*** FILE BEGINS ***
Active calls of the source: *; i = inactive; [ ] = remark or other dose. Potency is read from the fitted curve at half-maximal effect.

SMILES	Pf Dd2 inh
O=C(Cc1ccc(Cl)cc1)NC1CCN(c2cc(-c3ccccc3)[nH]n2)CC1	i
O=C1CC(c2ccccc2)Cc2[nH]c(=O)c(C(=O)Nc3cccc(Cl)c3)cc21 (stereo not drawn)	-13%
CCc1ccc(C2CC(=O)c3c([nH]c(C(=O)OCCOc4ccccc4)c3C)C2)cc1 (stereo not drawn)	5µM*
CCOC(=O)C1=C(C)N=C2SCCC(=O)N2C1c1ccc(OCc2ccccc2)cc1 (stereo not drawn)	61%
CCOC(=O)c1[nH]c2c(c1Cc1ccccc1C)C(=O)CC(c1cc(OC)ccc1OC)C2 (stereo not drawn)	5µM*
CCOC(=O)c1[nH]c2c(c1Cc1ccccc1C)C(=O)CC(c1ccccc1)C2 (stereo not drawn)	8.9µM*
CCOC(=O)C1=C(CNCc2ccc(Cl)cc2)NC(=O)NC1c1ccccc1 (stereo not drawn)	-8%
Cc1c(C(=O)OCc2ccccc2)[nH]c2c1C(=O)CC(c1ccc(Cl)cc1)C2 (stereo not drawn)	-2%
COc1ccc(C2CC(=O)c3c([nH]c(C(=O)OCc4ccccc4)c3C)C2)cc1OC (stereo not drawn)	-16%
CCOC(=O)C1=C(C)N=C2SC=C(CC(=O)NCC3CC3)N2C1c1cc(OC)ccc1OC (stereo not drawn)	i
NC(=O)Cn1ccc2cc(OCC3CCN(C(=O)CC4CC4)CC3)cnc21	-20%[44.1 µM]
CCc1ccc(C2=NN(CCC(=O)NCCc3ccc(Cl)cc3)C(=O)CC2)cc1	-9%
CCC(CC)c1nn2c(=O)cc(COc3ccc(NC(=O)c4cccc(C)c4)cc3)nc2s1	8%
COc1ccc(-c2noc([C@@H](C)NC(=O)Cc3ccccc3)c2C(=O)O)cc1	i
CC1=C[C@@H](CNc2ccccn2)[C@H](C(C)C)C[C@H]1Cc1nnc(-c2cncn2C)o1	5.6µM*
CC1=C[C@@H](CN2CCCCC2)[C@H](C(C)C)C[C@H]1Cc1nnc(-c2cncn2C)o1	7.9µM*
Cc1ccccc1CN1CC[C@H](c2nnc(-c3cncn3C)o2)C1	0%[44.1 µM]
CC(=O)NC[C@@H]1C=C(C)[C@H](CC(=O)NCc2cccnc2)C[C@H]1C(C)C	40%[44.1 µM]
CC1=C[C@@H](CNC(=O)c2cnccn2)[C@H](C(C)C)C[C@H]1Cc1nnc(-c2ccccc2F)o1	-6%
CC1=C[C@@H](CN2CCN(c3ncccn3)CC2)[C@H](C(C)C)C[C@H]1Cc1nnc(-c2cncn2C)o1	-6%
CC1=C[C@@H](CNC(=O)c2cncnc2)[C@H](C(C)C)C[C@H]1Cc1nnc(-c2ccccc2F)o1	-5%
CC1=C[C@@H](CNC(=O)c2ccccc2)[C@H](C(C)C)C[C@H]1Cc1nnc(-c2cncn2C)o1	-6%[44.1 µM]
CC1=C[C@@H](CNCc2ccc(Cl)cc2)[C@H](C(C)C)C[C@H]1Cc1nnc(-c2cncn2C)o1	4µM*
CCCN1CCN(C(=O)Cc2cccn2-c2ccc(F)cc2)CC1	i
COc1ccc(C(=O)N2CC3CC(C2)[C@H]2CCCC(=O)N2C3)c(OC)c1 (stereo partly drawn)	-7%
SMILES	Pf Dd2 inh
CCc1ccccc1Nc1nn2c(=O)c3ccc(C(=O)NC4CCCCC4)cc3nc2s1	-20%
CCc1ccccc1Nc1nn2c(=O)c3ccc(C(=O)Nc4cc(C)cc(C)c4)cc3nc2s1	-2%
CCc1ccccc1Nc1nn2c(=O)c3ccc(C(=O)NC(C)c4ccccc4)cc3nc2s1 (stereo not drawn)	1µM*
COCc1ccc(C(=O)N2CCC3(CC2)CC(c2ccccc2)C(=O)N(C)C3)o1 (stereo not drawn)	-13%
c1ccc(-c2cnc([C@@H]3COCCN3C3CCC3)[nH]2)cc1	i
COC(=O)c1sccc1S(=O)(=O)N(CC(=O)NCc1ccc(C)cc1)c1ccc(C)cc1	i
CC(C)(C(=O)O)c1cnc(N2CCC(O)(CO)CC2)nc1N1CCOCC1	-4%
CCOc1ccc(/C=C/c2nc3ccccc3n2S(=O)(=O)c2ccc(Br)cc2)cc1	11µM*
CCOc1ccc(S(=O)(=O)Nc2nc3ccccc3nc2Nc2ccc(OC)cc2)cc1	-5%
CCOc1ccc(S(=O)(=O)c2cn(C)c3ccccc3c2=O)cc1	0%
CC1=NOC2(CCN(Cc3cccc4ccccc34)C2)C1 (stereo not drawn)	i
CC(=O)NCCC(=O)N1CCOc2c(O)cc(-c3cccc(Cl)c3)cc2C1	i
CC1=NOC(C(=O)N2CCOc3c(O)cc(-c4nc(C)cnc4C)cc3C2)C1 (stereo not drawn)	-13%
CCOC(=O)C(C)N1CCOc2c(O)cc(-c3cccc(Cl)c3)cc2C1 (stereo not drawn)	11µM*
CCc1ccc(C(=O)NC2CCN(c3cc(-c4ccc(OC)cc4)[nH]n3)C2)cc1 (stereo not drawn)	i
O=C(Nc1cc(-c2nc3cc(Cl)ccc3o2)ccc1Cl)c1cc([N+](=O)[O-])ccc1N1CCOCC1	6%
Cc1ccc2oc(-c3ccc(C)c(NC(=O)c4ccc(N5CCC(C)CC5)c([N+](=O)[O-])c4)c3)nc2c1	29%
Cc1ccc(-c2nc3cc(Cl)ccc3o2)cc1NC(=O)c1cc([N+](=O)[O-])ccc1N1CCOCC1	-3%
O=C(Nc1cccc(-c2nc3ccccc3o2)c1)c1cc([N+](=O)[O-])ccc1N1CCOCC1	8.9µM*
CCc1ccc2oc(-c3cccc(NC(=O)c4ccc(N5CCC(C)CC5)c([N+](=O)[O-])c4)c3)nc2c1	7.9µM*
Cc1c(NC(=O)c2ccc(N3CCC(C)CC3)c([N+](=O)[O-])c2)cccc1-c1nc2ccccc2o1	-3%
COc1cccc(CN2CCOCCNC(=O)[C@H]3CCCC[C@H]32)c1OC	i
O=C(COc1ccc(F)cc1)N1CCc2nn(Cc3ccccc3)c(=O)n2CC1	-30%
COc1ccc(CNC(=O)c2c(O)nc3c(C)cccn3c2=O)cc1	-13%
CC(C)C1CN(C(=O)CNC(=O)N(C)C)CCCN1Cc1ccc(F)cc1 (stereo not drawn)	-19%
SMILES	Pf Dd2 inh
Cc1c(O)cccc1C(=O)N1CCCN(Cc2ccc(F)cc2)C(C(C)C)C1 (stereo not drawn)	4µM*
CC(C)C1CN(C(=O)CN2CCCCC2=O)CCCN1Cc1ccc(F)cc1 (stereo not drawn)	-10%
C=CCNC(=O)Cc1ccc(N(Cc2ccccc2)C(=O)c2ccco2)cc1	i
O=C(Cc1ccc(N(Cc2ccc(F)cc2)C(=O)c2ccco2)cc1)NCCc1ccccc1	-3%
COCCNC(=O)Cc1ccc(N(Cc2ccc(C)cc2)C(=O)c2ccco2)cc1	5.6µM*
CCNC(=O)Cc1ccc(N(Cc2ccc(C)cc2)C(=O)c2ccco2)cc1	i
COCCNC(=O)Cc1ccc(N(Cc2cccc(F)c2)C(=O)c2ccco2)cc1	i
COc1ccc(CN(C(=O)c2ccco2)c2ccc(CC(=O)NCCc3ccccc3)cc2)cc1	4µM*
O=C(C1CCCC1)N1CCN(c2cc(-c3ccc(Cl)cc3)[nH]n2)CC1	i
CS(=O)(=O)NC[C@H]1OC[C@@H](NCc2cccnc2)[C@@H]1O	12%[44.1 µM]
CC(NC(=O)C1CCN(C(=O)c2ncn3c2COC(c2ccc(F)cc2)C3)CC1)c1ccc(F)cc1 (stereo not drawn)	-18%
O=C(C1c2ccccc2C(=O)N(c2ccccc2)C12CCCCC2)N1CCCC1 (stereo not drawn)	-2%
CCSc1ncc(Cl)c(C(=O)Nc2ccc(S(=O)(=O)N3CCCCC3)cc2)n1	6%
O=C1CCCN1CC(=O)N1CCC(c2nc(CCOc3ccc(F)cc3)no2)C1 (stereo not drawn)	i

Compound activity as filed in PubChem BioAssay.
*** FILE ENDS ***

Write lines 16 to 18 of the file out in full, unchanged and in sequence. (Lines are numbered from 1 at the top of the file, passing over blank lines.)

COc1ccc(-c2noc([C@@H](C)NC(=O)Cc3ccccc3)c2C(=O)O)cc1	i
CC1=C[C@@H](CNc2ccccn2)[C@H](C(C)C)C[C@H]1Cc1nnc(-c2cncn2C)o1	5.6µM*
CC1=C[C@@H](CN2CCCCC2)[C@H](C(C)C)C[C@H]1Cc1nnc(-c2cncn2C)o1	7.9µM*